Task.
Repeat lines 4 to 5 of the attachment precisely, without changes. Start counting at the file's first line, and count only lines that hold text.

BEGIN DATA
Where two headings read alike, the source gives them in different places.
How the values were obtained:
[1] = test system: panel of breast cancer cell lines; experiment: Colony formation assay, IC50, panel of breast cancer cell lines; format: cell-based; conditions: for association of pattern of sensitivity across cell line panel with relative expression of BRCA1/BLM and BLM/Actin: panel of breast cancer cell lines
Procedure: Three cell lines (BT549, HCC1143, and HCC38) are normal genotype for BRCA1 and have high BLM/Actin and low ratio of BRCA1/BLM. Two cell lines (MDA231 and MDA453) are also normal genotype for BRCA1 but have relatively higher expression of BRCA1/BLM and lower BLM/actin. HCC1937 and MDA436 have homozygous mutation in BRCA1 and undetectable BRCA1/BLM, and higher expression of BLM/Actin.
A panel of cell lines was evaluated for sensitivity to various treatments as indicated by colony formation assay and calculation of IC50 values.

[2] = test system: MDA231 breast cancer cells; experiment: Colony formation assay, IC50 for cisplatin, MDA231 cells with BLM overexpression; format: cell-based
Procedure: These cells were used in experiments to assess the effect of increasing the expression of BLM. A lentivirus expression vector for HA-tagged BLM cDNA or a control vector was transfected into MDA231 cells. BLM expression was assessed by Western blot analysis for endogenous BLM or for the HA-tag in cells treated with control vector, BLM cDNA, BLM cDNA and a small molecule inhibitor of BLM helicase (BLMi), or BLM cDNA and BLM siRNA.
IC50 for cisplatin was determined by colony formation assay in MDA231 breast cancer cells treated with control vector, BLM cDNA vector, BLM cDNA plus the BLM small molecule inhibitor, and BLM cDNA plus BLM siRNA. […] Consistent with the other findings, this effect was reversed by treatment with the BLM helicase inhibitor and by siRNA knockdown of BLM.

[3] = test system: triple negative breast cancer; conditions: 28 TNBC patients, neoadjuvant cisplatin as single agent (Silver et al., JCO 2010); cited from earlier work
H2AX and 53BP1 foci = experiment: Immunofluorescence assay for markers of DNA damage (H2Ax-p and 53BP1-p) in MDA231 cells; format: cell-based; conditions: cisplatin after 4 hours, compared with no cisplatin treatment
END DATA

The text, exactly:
Procedure: Three cell lines (BT549, HCC1143, and HCC38) are normal genotype for BRCA1 and have high BLM/Actin and low ratio of BRCA1/BLM. Two cell lines (MDA231 and MDA453) are also normal genotype for BRCA1 but have relatively higher expression of BRCA1/BLM and lower BLM/actin. HCC1937 and MDA436 have homozygous mutation in BRCA1 and undetectable BRCA1/BLM, and higher expression of BLM/Actin.
A panel of cell lines was evaluated for sensitivity to various treatments as indicated by colony formation assay and calculation of IC50 values.